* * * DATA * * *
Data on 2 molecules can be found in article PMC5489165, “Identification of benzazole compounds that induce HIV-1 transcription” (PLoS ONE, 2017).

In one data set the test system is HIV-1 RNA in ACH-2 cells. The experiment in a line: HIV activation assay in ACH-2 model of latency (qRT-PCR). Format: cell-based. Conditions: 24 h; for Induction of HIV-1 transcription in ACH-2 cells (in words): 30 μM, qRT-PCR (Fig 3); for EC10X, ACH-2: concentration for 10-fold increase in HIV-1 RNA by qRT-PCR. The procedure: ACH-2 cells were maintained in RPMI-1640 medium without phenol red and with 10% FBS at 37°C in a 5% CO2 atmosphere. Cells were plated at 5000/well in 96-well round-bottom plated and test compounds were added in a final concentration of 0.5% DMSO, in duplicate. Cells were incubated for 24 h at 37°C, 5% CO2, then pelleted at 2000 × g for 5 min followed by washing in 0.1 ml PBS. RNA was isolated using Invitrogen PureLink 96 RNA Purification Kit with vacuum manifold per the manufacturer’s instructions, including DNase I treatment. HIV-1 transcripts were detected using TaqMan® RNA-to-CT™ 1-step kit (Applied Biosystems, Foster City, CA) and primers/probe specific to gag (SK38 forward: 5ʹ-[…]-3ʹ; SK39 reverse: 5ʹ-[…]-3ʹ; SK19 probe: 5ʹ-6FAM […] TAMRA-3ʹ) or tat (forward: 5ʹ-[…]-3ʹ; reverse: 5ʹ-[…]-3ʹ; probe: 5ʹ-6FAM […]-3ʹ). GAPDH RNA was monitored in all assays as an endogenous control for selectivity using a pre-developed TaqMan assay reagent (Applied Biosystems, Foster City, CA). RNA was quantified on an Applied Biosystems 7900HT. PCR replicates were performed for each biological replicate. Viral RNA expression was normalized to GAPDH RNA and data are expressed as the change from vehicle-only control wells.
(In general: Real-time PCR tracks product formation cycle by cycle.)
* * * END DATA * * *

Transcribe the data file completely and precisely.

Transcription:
Data on 2 molecules can be found in article PMC5489165, “Identification of benzazole compounds that induce HIV-1 transcription” (PLoS ONE, 2017).

In one data set the test system is HIV-1 RNA in ACH-2 cells. The experiment in a line: HIV activation assay in ACH-2 model of latency (qRT-PCR). Format: cell-based. Conditions: 24 h; for Induction of HIV-1 transcription in ACH-2 cells (in words): 30 μM, qRT-PCR (Fig 3); for EC10X, ACH-2: concentration for 10-fold increase in HIV-1 RNA by qRT-PCR. The procedure: ACH-2 cells were maintained in RPMI-1640 medium without phenol red and with 10% FBS at 37°C in a 5% CO2 atmosphere. Cells were plated at 5000/well in 96-well round-bottom plated and test compounds were added in a final concentration of 0.5% DMSO, in duplicate. Cells were incubated for 24 h at 37°C, 5% CO2, then pelleted at 2000 × g for 5 min followed by washing in 0.1 ml PBS. RNA was isolated using Invitrogen PureLink 96 RNA Purification Kit with vacuum manifold per the manufacturer’s instructions, including DNase I treatment. HIV-1 transcripts were detected using TaqMan® RNA-to-CT™ 1-step kit (Applied Biosystems, Foster City, CA) and primers/probe specific to gag (SK38 forward: 5ʹ-[…]-3ʹ; SK39 reverse: 5ʹ-[…]-3ʹ; SK19 probe: 5ʹ-6FAM […] TAMRA-3ʹ) or tat (forward: 5ʹ-[…]-3ʹ; reverse: 5ʹ-[…]-3ʹ; probe: 5ʹ-6FAM […]-3ʹ). GAPDH RNA was monitored in all assays as an endogenous control for selectivity using a pre-developed TaqMan assay reagent (Applied Biosystems, Foster City, CA). RNA was quantified on an Applied Biosystems 7900HT. PCR replicates were performed for each biological replicate. Viral RNA expression was normalized to GAPDH RNA and data are expressed as the change from vehicle-only control wells.
(In general: Real-time PCR tracks product formation cycle by cycle.)